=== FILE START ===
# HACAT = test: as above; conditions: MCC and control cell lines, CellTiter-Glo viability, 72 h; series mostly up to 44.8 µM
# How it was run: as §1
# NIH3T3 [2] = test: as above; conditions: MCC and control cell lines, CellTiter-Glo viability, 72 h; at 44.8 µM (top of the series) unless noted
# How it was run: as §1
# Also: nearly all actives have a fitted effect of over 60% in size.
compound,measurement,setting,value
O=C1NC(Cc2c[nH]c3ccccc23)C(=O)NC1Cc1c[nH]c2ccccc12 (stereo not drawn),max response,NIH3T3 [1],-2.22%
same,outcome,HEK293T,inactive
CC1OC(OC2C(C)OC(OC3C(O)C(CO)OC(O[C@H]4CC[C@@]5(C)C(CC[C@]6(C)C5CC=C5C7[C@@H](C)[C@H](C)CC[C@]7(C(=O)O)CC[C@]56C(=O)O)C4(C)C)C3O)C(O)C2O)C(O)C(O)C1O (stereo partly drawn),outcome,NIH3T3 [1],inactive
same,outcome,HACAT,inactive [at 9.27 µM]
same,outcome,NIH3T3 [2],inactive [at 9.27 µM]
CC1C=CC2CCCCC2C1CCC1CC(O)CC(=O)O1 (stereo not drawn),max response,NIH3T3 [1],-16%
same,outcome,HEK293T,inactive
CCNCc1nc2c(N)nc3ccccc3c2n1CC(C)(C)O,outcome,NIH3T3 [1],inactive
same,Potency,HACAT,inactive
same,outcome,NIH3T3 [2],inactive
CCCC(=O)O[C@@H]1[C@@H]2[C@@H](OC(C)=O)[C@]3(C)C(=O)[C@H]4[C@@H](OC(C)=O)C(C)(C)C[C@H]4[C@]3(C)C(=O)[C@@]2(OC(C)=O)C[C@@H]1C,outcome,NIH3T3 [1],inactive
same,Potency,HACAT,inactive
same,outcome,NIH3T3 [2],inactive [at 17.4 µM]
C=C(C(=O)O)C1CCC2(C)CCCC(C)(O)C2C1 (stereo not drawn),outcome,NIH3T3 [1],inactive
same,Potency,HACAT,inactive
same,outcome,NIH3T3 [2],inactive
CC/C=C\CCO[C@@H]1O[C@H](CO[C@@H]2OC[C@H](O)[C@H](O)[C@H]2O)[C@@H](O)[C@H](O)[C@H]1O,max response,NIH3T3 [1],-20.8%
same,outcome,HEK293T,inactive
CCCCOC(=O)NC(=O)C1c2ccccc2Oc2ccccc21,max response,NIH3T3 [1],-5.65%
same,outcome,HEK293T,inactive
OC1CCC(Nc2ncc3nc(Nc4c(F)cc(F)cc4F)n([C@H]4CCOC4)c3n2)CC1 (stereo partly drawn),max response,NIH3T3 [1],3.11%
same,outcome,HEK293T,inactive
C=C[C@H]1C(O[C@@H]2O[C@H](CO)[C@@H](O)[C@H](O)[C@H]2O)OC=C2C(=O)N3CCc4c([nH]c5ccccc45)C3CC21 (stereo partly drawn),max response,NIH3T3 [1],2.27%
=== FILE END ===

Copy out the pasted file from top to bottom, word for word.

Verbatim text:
# HACAT = test: as above; conditions: MCC and control cell lines, CellTiter-Glo viability, 72 h; series mostly up to 44.8 µM
# How it was run: as §1
# NIH3T3 [2] = test: as above; conditions: MCC and control cell lines, CellTiter-Glo viability, 72 h; at 44.8 µM (top of the series) unless noted
# How it was run: as §1
# Also: nearly all actives have a fitted effect of over 60% in size.
compound,measurement,setting,value
O=C1NC(Cc2c[nH]c3ccccc23)C(=O)NC1Cc1c[nH]c2ccccc12 (stereo not drawn),max response,NIH3T3 [1],-2.22%
same,outcome,HEK293T,inactive
CC1OC(OC2C(C)OC(OC3C(O)C(CO)OC(O[C@H]4CC[C@@]5(C)C(CC[C@]6(C)C5CC=C5C7[C@@H](C)[C@H](C)CC[C@]7(C(=O)O)CC[C@]56C(=O)O)C4(C)C)C3O)C(O)C2O)C(O)C(O)C1O (stereo partly drawn),outcome,NIH3T3 [1],inactive
same,outcome,HACAT,inactive [at 9.27 µM]
same,outcome,NIH3T3 [2],inactive [at 9.27 µM]
CC1C=CC2CCCCC2C1CCC1CC(O)CC(=O)O1 (stereo not drawn),max response,NIH3T3 [1],-16%
same,outcome,HEK293T,inactive
CCNCc1nc2c(N)nc3ccccc3c2n1CC(C)(C)O,outcome,NIH3T3 [1],inactive
same,Potency,HACAT,inactive
same,outcome,NIH3T3 [2],inactive
CCCC(=O)O[C@@H]1[C@@H]2[C@@H](OC(C)=O)[C@]3(C)C(=O)[C@H]4[C@@H](OC(C)=O)C(C)(C)C[C@H]4[C@]3(C)C(=O)[C@@]2(OC(C)=O)C[C@@H]1C,outcome,NIH3T3 [1],inactive
same,Potency,HACAT,inactive
same,outcome,NIH3T3 [2],inactive [at 17.4 µM]
C=C(C(=O)O)C1CCC2(C)CCCC(C)(O)C2C1 (stereo not drawn),outcome,NIH3T3 [1],inactive
same,Potency,HACAT,inactive
same,outcome,NIH3T3 [2],inactive
CC/C=C\CCO[C@@H]1O[C@H](CO[C@@H]2OC[C@H](O)[C@H](O)[C@H]2O)[C@@H](O)[C@H](O)[C@H]1O,max response,NIH3T3 [1],-20.8%
same,outcome,HEK293T,inactive
CCCCOC(=O)NC(=O)C1c2ccccc2Oc2ccccc21,max response,NIH3T3 [1],-5.65%
same,outcome,HEK293T,inactive
OC1CCC(Nc2ncc3nc(Nc4c(F)cc(F)cc4F)n([C@H]4CCOC4)c3n2)CC1 (stereo partly drawn),max response,NIH3T3 [1],3.11%
same,outcome,HEK293T,inactive
C=C[C@H]1C(O[C@@H]2O[C@H](CO)[C@@H](O)[C@H](O)[C@H]2O)OC=C2C(=O)N3CCc4c([nH]c5ccccc45)C3CC21 (stereo partly drawn),max response,NIH3T3 [1],2.27%